Duke ran into several problems as the venture developed: Its original partner, Shanghai Jiao Tong University, fell through in the summer of 2011, and the campus’s opening was delayed by two years to 2014 due to various construction and negotiating issues.
But they emerged with a university that has started its second year of undergraduate programming and its fifth year of graduate programs in several fields. Duke also broke ground on an expansion of Duke Kunshan’s campus in August 2019, showing an ongoing and active investment in the project.
The decision to begin the program was nearly a decade ago. Lauren Carroll, a Duke alumna who reported on the venture for The Duke Chronicle, speculated about whether or not the venture would have proceeded as it did, had the idea been announced today.
“Given all the concerns about Hong Kong and stuff like that, I wonder if the alums or current students would have bigger concerns about it—it’s possible—but at the time it was all vague concerns about academic freedom, vague concerns about the cost, or stretching the university too thin, or worry about the university’s reputation,” Carroll said in an interview with The Argus.
Notre Dame University’s failed joint-venture campus with Zhejiang University is an example of concerns about academic and religious freedom significantly factoring into the perspective of the campus community. Opposition to the campus, which was proposed in 2014 and abandoned in April 2016, came from vocal students and faculty expressing concern over religious freedom and academic freedom. Likewise, the response of student government representatives from Notre Dame demonstrates that administration transparency regarding the potential joint venture was at the forefront of the student government’s concerns, much like a recent resolution passed by the WSA.
The partnership was proposed via a report circulated in October 2014, according to Notre Dame’s student newspaper, the Irish Rover. The original plan was for Notre Dame to form one of six joint colleges or institutes on a new international campus in Haining, China. (According to the website of the international campus, the three current international partners are Imperial College London, the University of Edinburgh, and the University of Illinois.)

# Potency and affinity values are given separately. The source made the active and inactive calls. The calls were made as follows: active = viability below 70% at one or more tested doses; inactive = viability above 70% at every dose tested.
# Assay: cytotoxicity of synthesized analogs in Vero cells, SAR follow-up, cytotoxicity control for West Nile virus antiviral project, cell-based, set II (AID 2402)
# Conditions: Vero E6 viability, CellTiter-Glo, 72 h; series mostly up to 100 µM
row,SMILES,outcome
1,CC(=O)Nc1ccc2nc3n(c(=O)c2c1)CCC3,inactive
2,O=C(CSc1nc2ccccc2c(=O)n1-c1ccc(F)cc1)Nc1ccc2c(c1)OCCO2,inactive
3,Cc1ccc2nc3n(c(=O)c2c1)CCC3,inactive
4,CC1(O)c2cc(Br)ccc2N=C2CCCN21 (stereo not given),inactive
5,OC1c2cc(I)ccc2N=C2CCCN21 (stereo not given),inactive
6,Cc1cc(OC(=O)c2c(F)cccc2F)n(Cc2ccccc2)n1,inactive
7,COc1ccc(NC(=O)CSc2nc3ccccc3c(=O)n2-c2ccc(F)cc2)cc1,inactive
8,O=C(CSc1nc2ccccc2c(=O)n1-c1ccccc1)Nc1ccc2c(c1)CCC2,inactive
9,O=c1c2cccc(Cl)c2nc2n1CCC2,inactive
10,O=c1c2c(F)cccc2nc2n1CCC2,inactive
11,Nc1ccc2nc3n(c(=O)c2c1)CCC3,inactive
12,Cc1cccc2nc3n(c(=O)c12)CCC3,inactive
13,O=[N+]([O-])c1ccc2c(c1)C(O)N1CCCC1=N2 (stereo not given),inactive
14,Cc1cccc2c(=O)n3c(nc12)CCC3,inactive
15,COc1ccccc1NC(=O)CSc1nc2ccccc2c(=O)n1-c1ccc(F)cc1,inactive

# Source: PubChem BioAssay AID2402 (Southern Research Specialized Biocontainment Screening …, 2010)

Reporting on the potential campus reveals tensions among faculty, students, and the administration regarding the formation of this joint venture. A faculty meeting on Dec. 4, 2014, featured the diversity of perspectives on the potential campus from faculty members at Notre Dame. Reactions ranged from outright condemnation of the program to interest in expanding Notre Dame’s global presence.
In the Wesleyan full-faculty meeting where administrators presented on the potential joint venture, Chair of the College of East Asian Studies Mary Alice Haddad said that professors were mostly interested in learning more about the potential campus.
“I don’t think there were a lot of fixed judgements in the room,” Haddad explained. “A few people had already decided. I think more people were like, ‘We need to know a lot more,’ before they could form an opinion about the subject.”
Wesleyan does not have a religious affiliation, but for Notre Dame, questions of the campus’s Catholic religious affiliation were at the forefront of concerns. In the faculty meeting, members of Notre Dame’s faculty asked about academic freedom and religious freedom on the potential campus. Faculty members noted the resurgence of destruction of churches in Zhejiang province in 2014, as well as general concern about practices of Catholicism.
A year and a half after the report was circulated throughout campus proposing the partnership in China, Notre Dame’s Student Union Senate passed two resolutions directed at the administration. The first resolution called for a member of the administration to update student senators with information regarding the partnership’s status once per semester, and the second resolution requested the formation of an advisory committee of faculty, staff, and students. These requests parallel those made by the WSA in an Oct. 13 resolution: that two students sit in on private deliberations and that further transparency be offered from Wesleyan’s administration, by releasing all documents relating to the joint venture.
A student senator at Notre Dame in 2016 elaborated on the responsibility of the senate in an article in the Irish Rover, particularly noting the importance of transparency.
“It is our responsibility as students to hold the administration accountable and request transparency to include all members of the Notre Dame community when considering this partnership,” said Michael Finan, a sophomore at the time who co-sponsored the resolutions.